Services are an important part of New Zealand’s economy, accounting for two-thirds of economic activity and 70% of employment. Our service sector exports were worth over $20 billion in 2015.

World Trade Organization (WTO) members are bound by the rules of the General Agreement on Trade in Services (GATS), though new challenges and regulatory barriers to services trade have emerged since the GATS entered into force in 1995. The Trade in Services Agreement (TiSA) negotiation aims to update the rules to reflect this new trading landscape. It can be viewed as a major Free Trade Agreement for services only. It does not include trade in goods or other issues like intellectual property standards or investor-state dispute settlement.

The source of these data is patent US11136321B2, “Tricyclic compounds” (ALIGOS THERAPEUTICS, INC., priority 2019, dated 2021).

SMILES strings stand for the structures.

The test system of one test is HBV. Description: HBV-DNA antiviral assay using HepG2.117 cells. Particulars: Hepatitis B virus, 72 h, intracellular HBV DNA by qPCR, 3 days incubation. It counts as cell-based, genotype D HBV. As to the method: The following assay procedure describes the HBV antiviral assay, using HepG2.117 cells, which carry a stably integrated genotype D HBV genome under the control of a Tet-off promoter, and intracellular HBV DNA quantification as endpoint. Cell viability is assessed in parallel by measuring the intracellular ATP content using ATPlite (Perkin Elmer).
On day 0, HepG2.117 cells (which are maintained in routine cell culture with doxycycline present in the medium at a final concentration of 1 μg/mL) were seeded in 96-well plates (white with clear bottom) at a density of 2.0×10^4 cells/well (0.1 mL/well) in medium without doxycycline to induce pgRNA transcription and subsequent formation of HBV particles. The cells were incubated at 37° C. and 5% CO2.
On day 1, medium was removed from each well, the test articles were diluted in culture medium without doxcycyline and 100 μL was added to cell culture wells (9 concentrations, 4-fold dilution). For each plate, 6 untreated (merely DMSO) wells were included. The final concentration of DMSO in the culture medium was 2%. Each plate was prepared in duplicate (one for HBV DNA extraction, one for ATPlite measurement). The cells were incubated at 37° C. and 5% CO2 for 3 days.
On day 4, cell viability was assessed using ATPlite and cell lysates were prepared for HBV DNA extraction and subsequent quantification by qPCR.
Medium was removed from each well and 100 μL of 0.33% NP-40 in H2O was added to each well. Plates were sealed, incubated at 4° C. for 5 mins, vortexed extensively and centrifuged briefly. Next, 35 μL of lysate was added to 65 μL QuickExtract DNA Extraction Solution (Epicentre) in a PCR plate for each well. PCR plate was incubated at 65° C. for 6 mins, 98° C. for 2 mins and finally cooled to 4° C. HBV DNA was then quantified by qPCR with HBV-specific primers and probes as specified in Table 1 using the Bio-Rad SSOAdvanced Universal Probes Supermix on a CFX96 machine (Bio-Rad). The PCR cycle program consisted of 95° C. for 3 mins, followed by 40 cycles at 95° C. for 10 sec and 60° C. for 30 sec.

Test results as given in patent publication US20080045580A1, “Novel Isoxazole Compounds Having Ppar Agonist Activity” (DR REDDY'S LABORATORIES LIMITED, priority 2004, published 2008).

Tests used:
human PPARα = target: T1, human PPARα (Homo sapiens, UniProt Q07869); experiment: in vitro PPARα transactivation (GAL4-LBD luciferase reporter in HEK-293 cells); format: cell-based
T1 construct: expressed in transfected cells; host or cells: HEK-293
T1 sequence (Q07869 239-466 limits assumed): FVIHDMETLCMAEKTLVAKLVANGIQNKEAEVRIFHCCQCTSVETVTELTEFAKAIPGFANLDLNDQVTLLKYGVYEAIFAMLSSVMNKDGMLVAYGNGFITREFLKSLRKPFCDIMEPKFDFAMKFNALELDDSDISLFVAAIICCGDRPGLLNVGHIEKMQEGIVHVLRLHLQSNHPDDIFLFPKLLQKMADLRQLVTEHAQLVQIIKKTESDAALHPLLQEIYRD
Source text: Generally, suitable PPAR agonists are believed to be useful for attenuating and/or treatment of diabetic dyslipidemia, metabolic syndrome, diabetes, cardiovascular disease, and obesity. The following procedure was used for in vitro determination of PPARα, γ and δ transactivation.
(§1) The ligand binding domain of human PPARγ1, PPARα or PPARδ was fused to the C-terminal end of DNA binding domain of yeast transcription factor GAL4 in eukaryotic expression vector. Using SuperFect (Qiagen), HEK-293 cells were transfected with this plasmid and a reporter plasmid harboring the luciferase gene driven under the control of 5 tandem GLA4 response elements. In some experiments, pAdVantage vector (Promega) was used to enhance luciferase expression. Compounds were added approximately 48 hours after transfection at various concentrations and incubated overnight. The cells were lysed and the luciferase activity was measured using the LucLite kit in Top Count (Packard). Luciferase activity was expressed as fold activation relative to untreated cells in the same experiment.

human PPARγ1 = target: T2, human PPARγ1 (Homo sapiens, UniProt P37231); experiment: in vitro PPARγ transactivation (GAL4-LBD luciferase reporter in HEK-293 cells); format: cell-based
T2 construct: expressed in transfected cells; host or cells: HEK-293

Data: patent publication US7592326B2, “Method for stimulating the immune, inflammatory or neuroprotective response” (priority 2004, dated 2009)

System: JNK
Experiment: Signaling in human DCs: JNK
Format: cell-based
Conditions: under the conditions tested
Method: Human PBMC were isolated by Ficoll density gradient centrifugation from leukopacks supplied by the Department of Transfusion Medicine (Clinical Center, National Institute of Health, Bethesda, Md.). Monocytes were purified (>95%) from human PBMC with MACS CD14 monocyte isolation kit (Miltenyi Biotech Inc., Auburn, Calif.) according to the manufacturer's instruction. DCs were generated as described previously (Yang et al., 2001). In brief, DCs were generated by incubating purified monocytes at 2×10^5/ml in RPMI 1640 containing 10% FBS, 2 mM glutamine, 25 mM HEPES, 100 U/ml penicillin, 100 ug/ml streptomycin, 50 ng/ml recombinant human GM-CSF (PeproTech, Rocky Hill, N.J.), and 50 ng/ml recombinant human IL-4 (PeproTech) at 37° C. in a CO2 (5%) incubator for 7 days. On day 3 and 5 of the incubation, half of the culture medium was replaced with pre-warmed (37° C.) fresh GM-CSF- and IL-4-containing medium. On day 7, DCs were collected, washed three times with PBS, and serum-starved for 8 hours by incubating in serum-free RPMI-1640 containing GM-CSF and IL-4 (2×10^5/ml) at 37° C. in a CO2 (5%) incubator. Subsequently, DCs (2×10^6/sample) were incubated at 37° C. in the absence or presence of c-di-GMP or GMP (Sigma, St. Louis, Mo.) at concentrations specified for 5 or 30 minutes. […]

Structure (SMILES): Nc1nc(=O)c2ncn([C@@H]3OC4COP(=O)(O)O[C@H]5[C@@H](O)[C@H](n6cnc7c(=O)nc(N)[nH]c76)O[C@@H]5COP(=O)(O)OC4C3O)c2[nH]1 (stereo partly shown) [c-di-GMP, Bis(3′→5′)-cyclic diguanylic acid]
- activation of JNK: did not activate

More information on the GATS can be found here (external link).

Who is involved?

There are 23 participants in the TiSA negotiations, all members of the WTO: Australia, Canada, Chile, Colombia, Costa Rica, the European Union (representing the 28 EU countries), Hong Kong, Iceland, Israel, Japan, Korea, Liechtenstein, Mauritius, Mexico, New Zealand, Norway, Pakistan, Panama, Peru, the Separate Customs Territory of Taiwan, Penghu, Kinmen and Matsu (Chinese Taipei), Switzerland, Turkey, and the United States.
TiSA participants collectively account for 70% of global services trade.

Why it’s a priority for New Zealand

New Zealand business sell over $13 billion in services to TiSA markets each year (almost two-thirds of New Zealand’s total services exports). This includes New Zealand companies doing work for overseas clients and customers, and services sold in New Zealand to foreigners.